Do you need a compact 3D camera? While 360º cameras have mushroomed in popularity as a new kind of action camera, 3D hasn’t been so popular. In fact, aside from the Vuze XR and the Insta360 Evo the third-dimension has played second fiddle when it comes to the two-lenses-are-better-than-one brigade.
Cue the Kandao Qoocam EGO 3D camera, a brave attempt at popularizing the flagging format that comes with bags of resolution, some deliciously high frame rates and even a a 3D viewer that magnetically attaches to the back. Is it for vloggers to create 3D videos for VR headsets like the Oculus Quest 2? For families happy with an all-in-one 3D shoot-and-see solution? Or can its creations also be shared widely across social media? Here’s what you need to know about the Qoocam EGO…
Kandao QooCam EGO specifications
35mm equiv. focal length: 27mm
Photo resolution: 8000x3000
Video resolution: 3840x1080@60fps
Weight: 160g (camera), 115g (viewer)
Dimensions: 94x53x22mm (camera), 97x53x48mm (viewer)
Run time: 1 hour
Forget 360º and embrace stereoscopic 180º. That’s the message behind the design of the Qoocam EGO, whose camera has two fixed focus f1.8 lenses, each with a 66º field of view and backed by 1/2-inch sensors. They record 3D side-by-side photos in 8000x3000 pixels (24 megapixels) as JPG files and 3D side-by-side widescreen 16:9 videos in 3840x1080 pixels (4.1 megapixels, but more importantly 1920x1080 full HD for each eye) and in 60 frames per second (fps) as H.264 files with a bitrate of 7.5MB/sec. That’s more detail than the majority of 360 consumer cameras, and for 3D video that’s a lot of fps. The camera also boasts a dual-channel stereo microphone and captures in AAC, but there’s no external microphone option, which will put a lot of vloggers off.
A rather attractive feature on the Qoocam EGO is a removable battery. It’s rated at 1,340mAh and lasts about an hour, but the fact that you can keep a couple of spare in your pocket – or recharge it from a portable battery – makes it more of a serious photography product.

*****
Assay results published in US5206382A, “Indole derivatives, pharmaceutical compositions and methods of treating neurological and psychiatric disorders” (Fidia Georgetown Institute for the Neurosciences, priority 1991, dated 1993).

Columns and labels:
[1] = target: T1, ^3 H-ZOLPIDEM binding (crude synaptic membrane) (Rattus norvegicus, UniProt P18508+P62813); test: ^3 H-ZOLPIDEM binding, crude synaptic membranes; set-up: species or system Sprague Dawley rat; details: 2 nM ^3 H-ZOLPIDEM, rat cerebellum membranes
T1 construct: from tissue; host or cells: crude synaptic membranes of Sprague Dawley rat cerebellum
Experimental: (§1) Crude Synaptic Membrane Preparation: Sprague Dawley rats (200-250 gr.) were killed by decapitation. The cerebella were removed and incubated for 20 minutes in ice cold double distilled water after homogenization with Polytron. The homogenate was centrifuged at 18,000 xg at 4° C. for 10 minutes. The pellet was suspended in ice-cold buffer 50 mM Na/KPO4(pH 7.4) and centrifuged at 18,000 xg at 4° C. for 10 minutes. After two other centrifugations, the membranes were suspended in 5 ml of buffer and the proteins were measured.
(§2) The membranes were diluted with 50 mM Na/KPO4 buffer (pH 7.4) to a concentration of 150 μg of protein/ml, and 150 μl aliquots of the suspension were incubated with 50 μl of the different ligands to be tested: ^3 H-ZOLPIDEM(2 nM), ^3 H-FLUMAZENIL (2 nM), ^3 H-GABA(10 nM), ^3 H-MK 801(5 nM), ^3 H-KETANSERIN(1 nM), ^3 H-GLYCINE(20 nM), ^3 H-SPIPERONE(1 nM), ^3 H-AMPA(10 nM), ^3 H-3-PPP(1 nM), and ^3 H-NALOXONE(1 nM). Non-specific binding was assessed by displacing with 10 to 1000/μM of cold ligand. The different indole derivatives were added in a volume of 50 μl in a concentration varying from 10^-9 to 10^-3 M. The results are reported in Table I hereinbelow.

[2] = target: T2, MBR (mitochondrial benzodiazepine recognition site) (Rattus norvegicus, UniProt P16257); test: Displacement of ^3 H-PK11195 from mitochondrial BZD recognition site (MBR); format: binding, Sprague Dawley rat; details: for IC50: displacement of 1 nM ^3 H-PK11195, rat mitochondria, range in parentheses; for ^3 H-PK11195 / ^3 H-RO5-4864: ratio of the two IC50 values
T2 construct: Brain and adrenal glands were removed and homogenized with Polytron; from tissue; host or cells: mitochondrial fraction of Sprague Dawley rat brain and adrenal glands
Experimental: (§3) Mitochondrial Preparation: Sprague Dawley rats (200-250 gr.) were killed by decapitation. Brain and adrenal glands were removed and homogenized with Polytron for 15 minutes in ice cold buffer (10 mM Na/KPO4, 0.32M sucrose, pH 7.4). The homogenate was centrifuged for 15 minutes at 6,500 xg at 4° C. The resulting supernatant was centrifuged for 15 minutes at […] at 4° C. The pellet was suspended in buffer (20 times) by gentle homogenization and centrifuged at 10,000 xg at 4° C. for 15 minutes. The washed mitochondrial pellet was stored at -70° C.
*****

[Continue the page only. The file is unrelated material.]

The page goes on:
It’s a shame exposure is fixed (aside from some limited compensation), but the focus needs to be manually (and constantly) changed. There are six focus options, with a clear figure on the screen for how many centimetres your subject should be from the camera to be in focus. That’s helpful, but in practice it badly needs an autofocus option. It is possible to change the shutter speed, though only slightly; ‘sport’ mode gives you a choice of 1/125 and 1/1250. There’s also a self-timer of up to five seconds.
Build and handling
The Qoocam EGO is impressively designed, but it has a slow user interface. Measuring 94x53x22mm and weighing 160g, the main camera unit – available in both black and white – feels solid in the hand. The 2.54-inch touchscreen (1600x1440 pixels, 2.3 megapixels) dominates the rear of the product and proved responsive during our review. On one side is a battery compartment, which houses the battery and a microSD card of up to 256GB capacity. There’s no onboard storage on the Qoocam EGO (it doesn’t actually work at all without a microSD card installed). On the bottom is a standard 1/4-20 tripod thread.
The red viewer, which measures 97x53x48mm and weighs 115g, is equally as well designed. It attaches to the rear of the camera using magnets and clips. When you watch your 3D photos and videos back the viewer gives you 37 pixels per degree (PPD), which is pretty good for 3D. It’s more than that achieved by the Oculus Quest 2, which boasts just under 20 PPD.